Fred Mather

Fred Mather (January 2, 1833, in Albany, New York [1] – February 14, 1900 [1] ) was a United States fish culture writer and editor on fishing topics.

Life and career

In 1854 he became interested in the lead mines of Potosi, Wisconsin , and afterward hunted and trapped in the Bad Axis country in that state. Here he learned enough of the Chippewa language to become a Minnesota interpreter . During the political troubles in Kansas he served under General James Lane , and was one of Jennison’s “Jayhawkers.” He enlisted in the 113th New York regiment in 1862, and became 1st lieutenant two years later. At the close of the American Civil War , he took a job in the stock yards near Albany.

In 1868 he bought a farm at Honeoye Falls, New York , and began to hatch fish of various kinds. When the US Fish Commission was formed in 1872 he was felt by Professor Spencer F. Baird to hatch shad for the Potomac River . In 1875 he established hatcheries at Lexington and Blacksburg for the state of Virginia . A year earlier he had hatched the first sea ​​bass and graylings .

After several attempts to transport salmon eggs to Europe , he was a refrigerator box, and in 1875 succeeded in carrying eggs to Germany . He also, at the same time, invented a conical hatching apparatus, by which, through the admission of water, the hatch and other eggs were hatched in bulk instead of in layers or floating boxes. In 1884 he hatched the adhesive eggs of the smelt , ALTHOUGH all previous Attempts HAD beens failures.

He was sent several times by the US government in connection with fish culture, and he received many scientific and other reports from Europe. In 1877 he became a fisherman editor of The Field in Chicago , and from 1880 he held a position with Forest and Stream in New York City . In 1882 he was sent by Professor Baird to Roslyn , Long Island , to hatch salmon for the Hudson River . In 1883 he was appointed superintendent of the New York Fish Commission station at Cold Spring Harbor , Long Island. Here the hatching of lobsters , codfish, and other marine forms was begun.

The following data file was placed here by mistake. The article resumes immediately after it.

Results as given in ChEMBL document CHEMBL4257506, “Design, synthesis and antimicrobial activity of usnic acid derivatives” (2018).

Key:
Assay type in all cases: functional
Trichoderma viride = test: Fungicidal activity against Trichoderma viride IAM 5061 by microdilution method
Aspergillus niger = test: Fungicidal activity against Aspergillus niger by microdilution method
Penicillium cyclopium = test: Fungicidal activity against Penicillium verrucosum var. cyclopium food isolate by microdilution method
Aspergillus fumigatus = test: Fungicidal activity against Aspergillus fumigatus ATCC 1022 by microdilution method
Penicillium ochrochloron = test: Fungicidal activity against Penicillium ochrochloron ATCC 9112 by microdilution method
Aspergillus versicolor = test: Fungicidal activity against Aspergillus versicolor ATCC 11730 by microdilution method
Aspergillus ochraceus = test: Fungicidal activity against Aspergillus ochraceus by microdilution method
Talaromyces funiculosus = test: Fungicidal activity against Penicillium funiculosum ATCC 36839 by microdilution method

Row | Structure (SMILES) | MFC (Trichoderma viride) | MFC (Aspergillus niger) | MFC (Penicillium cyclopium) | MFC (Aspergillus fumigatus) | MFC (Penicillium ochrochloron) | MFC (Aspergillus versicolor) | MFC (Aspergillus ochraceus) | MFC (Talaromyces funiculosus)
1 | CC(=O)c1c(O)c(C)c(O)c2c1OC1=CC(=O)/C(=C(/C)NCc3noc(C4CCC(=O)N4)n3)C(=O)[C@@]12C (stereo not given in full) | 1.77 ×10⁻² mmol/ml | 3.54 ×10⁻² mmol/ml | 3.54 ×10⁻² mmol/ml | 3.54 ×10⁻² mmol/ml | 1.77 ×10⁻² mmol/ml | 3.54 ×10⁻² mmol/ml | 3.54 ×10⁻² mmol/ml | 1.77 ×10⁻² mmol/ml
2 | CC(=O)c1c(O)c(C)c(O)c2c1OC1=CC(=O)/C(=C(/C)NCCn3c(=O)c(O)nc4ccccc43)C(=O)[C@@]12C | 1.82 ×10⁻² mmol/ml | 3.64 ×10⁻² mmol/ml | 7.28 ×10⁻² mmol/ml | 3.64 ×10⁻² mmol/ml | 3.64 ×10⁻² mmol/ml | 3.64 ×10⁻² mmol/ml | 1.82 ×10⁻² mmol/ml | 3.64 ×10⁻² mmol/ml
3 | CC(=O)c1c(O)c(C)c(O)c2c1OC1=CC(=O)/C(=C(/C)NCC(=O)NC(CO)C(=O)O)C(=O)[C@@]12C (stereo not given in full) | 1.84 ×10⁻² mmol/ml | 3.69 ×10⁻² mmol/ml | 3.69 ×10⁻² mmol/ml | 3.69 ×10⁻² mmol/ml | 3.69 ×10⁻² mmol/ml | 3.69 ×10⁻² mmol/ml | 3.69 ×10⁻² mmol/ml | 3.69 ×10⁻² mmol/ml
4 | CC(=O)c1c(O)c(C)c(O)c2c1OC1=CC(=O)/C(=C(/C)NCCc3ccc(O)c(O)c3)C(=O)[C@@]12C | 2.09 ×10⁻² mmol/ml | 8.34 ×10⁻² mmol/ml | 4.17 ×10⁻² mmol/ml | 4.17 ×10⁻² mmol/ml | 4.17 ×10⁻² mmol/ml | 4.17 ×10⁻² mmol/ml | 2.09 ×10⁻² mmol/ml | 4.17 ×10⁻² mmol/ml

He published Ichthyology of the Adirondacks (1885), which described several fishes previously unknown.

Notes

  1. ^ Jump up to:b “Subjects of Biographies”. Dictionary of American Biography . Comprehensive Index. New York: Charles Scribner’s Sounds . 1990.

References

  •  This article incorporates text from a publication in the public domain : Wilson, James Grant; Fiske, John, eds. (1900). ” Mather, Fred “. Appletons’ Cyclopædia of American Biography . New York: D. Appleton.

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